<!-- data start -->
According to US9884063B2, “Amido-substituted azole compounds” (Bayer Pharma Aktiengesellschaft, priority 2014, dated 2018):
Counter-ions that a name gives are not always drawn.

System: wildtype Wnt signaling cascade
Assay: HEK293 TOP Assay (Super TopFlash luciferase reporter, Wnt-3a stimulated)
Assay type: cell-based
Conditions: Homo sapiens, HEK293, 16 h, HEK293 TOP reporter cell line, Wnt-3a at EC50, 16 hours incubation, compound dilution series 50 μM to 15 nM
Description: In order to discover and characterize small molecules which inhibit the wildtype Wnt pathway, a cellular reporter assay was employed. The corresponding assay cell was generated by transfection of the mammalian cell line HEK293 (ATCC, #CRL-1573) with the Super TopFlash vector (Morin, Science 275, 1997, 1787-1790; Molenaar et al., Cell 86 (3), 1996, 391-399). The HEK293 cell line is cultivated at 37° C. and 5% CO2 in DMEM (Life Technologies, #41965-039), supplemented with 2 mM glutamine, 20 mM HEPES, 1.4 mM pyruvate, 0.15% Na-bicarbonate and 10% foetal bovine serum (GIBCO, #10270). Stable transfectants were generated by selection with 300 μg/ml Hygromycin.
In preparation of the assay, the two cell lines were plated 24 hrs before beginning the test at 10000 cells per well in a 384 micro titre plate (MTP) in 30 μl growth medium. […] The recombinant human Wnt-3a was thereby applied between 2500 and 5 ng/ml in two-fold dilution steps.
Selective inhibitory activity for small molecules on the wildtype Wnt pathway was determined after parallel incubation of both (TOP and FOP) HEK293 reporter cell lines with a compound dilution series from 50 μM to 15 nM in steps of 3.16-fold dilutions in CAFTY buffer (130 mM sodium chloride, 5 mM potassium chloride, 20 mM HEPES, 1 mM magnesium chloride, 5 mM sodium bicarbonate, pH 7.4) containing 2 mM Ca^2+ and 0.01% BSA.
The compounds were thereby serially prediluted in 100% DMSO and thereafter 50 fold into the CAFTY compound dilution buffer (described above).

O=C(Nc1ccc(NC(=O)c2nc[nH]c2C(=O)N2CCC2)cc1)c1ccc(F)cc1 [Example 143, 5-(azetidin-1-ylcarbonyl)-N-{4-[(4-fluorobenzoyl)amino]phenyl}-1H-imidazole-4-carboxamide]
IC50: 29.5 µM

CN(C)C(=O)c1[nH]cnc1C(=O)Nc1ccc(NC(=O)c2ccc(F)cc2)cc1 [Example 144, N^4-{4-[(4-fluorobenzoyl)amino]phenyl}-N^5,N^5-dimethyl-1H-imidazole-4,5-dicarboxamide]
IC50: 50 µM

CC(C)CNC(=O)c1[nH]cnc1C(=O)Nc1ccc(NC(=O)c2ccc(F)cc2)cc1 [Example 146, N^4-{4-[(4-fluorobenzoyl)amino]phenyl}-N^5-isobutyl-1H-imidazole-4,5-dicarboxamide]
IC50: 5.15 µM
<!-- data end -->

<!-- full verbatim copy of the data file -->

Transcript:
According to US9884063B2, “Amido-substituted azole compounds” (Bayer Pharma Aktiengesellschaft, priority 2014, dated 2018):
Counter-ions that a name gives are not always drawn.

System: wildtype Wnt signaling cascade
Assay: HEK293 TOP Assay (Super TopFlash luciferase reporter, Wnt-3a stimulated)
Assay type: cell-based
Conditions: Homo sapiens, HEK293, 16 h, HEK293 TOP reporter cell line, Wnt-3a at EC50, 16 hours incubation, compound dilution series 50 μM to 15 nM
Description: In order to discover and characterize small molecules which inhibit the wildtype Wnt pathway, a cellular reporter assay was employed. The corresponding assay cell was generated by transfection of the mammalian cell line HEK293 (ATCC, #CRL-1573) with the Super TopFlash vector (Morin, Science 275, 1997, 1787-1790; Molenaar et al., Cell 86 (3), 1996, 391-399). The HEK293 cell line is cultivated at 37° C. and 5% CO2 in DMEM (Life Technologies, #41965-039), supplemented with 2 mM glutamine, 20 mM HEPES, 1.4 mM pyruvate, 0.15% Na-bicarbonate and 10% foetal bovine serum (GIBCO, #10270). Stable transfectants were generated by selection with 300 μg/ml Hygromycin.
In preparation of the assay, the two cell lines were plated 24 hrs before beginning the test at 10000 cells per well in a 384 micro titre plate (MTP) in 30 μl growth medium. […] The recombinant human Wnt-3a was thereby applied between 2500 and 5 ng/ml in two-fold dilution steps.
Selective inhibitory activity for small molecules on the wildtype Wnt pathway was determined after parallel incubation of both (TOP and FOP) HEK293 reporter cell lines with a compound dilution series from 50 μM to 15 nM in steps of 3.16-fold dilutions in CAFTY buffer (130 mM sodium chloride, 5 mM potassium chloride, 20 mM HEPES, 1 mM magnesium chloride, 5 mM sodium bicarbonate, pH 7.4) containing 2 mM Ca^2+ and 0.01% BSA.
The compounds were thereby serially prediluted in 100% DMSO and thereafter 50 fold into the CAFTY compound dilution buffer (described above).

O=C(Nc1ccc(NC(=O)c2nc[nH]c2C(=O)N2CCC2)cc1)c1ccc(F)cc1 [Example 143, 5-(azetidin-1-ylcarbonyl)-N-{4-[(4-fluorobenzoyl)amino]phenyl}-1H-imidazole-4-carboxamide]
IC50: 29.5 µM

CN(C)C(=O)c1[nH]cnc1C(=O)Nc1ccc(NC(=O)c2ccc(F)cc2)cc1 [Example 144, N^4-{4-[(4-fluorobenzoyl)amino]phenyl}-N^5,N^5-dimethyl-1H-imidazole-4,5-dicarboxamide]
IC50: 50 µM

CC(C)CNC(=O)c1[nH]cnc1C(=O)Nc1ccc(NC(=O)c2ccc(F)cc2)cc1 [Example 146, N^4-{4-[(4-fluorobenzoyl)amino]phenyl}-N^5-isobutyl-1H-imidazole-4,5-dicarboxamide]
IC50: 5.15 µM